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Dwindling rehearsal space has Vancouver musicians in a jam

Real estate, craft breweries, tech startups squeezing out rehearsal space for city’s music community

Imagine a world where beer and software trump bylaws and neighbours as a musician’s worst nightmare.

That scenario is very much in play right now, and it’s forcing hundreds of musicians across Vancouver to scramble to find rehearsal space.

Suna Studios owner Rob Stewart says affordable industrial space is becoming a scarcity in the city as craft breweries and tech start-ups increasingly buy up space that was historically converted from warehouse to rock house across Vancouver.

“This is what happens in every major city — gentrification, when it runs out of residential, creeps into industrial. Then you’re f***ed.” Stewart said.

Stewart’s two Suna rehearsal spaces are located towards the northern end of Clark Drive. Between them, they encompass 11,000 square feet and roughly 30 permanent rooms. Often referred to as lockout spaces, those rooms top out around 200 square feet and house two or three bands.

Running jam spaces since 2009, he dove heavily into the market in 2014 when the going rate was $1 per square foot. He began looking for a third parcel of land in 2015 and during his 18-month search, lease rates doubled.

“There’s a lot of tech companies moving in, there’s a lot a less industrial land, and these companies can basically name their own price,” he said. “That’s the big problem right now with industrial land — it’s scarce and it’s very expensive.”  

Located within a stone’s throw of Suna, Sanctuary Studios has fallen victim to that very trend. In operation for about a decade on Frances Street, the 5,000 square-foot facility will close its doors permanently in September.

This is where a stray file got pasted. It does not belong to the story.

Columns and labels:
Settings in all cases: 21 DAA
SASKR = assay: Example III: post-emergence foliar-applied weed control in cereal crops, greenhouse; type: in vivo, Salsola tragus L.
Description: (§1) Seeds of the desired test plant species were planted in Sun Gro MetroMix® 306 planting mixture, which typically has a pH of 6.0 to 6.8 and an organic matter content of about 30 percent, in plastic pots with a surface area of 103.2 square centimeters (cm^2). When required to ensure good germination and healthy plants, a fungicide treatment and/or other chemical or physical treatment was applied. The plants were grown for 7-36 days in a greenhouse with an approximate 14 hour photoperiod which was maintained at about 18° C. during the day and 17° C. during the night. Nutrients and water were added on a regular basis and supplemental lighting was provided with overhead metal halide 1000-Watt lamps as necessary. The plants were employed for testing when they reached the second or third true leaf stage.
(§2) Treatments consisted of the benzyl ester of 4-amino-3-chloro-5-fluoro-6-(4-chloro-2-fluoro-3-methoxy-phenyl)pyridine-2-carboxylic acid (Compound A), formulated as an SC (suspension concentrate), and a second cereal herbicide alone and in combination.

Skyrocketing lease rates were the death knell and upwards of 100 musicians are now displaced.

“I’m finally starting to come to grips with it,” studio co-owner Chris Pekar said. “It’s very clear to us that the going rates weren’t going to work for us in terms of opening up a new venture.”

On average, the city’s lost at least one major rehearsal facility a year since 2010, displacing hundreds of musicians over that time.

Over that same timeframe, Mushroom Studio on Sixth Avenue closed.

Jim Buckshon has been navigating the murky waters of relocation and renoviction for 34 years. As owner of Renegade Productions, he’s now on his eighth rehearsal space in the city.

He says the only ways to make a go of it are short-term leases or investing in buildings that are set for demolition. Neither scenario is sustainable, and both are unpredictable.

“I don’t know how the bands afford to rehearse and live in this city anymore,” he said.

Pandora’s Box owner Paul Alexander has been at his spot on Pandora and Franklin for nearly four years. The facility has 14 lockout spaces and five rooms rented hourly to musicians who come and go as they please. Some of his lockout spaces are still inhabited by the same bands who moved in on day one. He’s got roughly 40 people on his waitlist and a lockout hasn’t become available since last year. Suna’s waitlist sits at 80, while of the 30 spaces available at Renegade, fewer than six are open.

“We only advertise the hourly rooms because the waiting list for the lockout rooms is so long. Some people have been on [the waitlist] for years,” Alexander said.
Suna’s third location is set to open at some point between October and December on Clark Drive and William Street. More than 40 lockout spaces will open up, ranging between 200 and 400 square feet, and a waitlist process has already begun. A 17-year lease has been signed in order to offer some semblance of permanency.

Stewart has other plans to expand the city’s music scene as well. He’s partnered with a developer on a seven-storey building near New Brighton Park, and three of those storeys will be specifically for music and the arts: lockout spaces, a concert venue and artist studios.

“Music saved my life and got me out of a lot of bad situations when I was young,” Stewart said. “I’ve been doing this for eight years and I’m not making a ton of money, but I’m not worried about the money right now because the mission is far more important than the means.”